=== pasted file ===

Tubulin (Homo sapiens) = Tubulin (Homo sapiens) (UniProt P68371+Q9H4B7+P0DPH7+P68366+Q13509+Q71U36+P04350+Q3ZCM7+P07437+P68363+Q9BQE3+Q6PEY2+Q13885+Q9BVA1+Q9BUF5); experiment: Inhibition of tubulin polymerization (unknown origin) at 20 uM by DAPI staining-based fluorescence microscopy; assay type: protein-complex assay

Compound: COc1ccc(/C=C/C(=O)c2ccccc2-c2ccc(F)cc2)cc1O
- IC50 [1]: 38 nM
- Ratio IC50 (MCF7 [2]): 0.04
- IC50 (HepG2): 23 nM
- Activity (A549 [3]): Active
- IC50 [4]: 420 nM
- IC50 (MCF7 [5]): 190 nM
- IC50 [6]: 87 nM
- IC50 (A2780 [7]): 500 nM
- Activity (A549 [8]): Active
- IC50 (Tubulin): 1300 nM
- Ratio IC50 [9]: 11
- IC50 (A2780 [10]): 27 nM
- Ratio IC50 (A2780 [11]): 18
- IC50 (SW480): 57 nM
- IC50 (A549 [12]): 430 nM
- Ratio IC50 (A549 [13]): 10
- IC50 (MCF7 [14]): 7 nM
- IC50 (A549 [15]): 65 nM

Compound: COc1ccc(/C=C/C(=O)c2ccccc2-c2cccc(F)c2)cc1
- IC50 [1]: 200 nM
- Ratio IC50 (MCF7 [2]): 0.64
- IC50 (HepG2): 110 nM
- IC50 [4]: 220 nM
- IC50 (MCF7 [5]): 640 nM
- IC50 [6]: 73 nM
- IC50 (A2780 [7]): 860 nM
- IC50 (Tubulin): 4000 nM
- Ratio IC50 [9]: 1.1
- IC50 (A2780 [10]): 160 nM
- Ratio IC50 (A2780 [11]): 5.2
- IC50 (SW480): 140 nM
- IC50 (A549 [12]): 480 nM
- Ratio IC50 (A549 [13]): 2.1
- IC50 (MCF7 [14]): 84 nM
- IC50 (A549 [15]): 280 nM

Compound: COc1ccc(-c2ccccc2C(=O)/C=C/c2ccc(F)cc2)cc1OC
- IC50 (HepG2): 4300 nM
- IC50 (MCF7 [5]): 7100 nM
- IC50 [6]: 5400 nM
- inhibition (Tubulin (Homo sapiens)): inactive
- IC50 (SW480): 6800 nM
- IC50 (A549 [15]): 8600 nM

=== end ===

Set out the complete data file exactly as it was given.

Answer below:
Tubulin (Homo sapiens) = Tubulin (Homo sapiens) (UniProt P68371+Q9H4B7+P0DPH7+P68366+Q13509+Q71U36+P04350+Q3ZCM7+P07437+P68363+Q9BQE3+Q6PEY2+Q13885+Q9BVA1+Q9BUF5); experiment: Inhibition of tubulin polymerization (unknown origin) at 20 uM by DAPI staining-based fluorescence microscopy; assay type: protein-complex assay

Compound: COc1ccc(/C=C/C(=O)c2ccccc2-c2ccc(F)cc2)cc1O
- IC50 [1]: 38 nM
- Ratio IC50 (MCF7 [2]): 0.04
- IC50 (HepG2): 23 nM
- Activity (A549 [3]): Active
- IC50 [4]: 420 nM
- IC50 (MCF7 [5]): 190 nM
- IC50 [6]: 87 nM
- IC50 (A2780 [7]): 500 nM
- Activity (A549 [8]): Active
- IC50 (Tubulin): 1300 nM
- Ratio IC50 [9]: 11
- IC50 (A2780 [10]): 27 nM
- Ratio IC50 (A2780 [11]): 18
- IC50 (SW480): 57 nM
- IC50 (A549 [12]): 430 nM
- Ratio IC50 (A549 [13]): 10
- IC50 (MCF7 [14]): 7 nM
- IC50 (A549 [15]): 65 nM

Compound: COc1ccc(/C=C/C(=O)c2ccccc2-c2cccc(F)c2)cc1
- IC50 [1]: 200 nM
- Ratio IC50 (MCF7 [2]): 0.64
- IC50 (HepG2): 110 nM
- IC50 [4]: 220 nM
- IC50 (MCF7 [5]): 640 nM
- IC50 [6]: 73 nM
- IC50 (A2780 [7]): 860 nM
- IC50 (Tubulin): 4000 nM
- Ratio IC50 [9]: 1.1
- IC50 (A2780 [10]): 160 nM
- Ratio IC50 (A2780 [11]): 5.2
- IC50 (SW480): 140 nM
- IC50 (A549 [12]): 480 nM
- Ratio IC50 (A549 [13]): 2.1
- IC50 (MCF7 [14]): 84 nM
- IC50 (A549 [15]): 280 nM

Compound: COc1ccc(-c2ccccc2C(=O)/C=C/c2ccc(F)cc2)cc1OC
- IC50 (HepG2): 4300 nM
- IC50 (MCF7 [5]): 7100 nM
- IC50 [6]: 5400 nM
- inhibition (Tubulin (Homo sapiens)): inactive
- IC50 (SW480): 6800 nM
- IC50 (A549 [15]): 8600 nM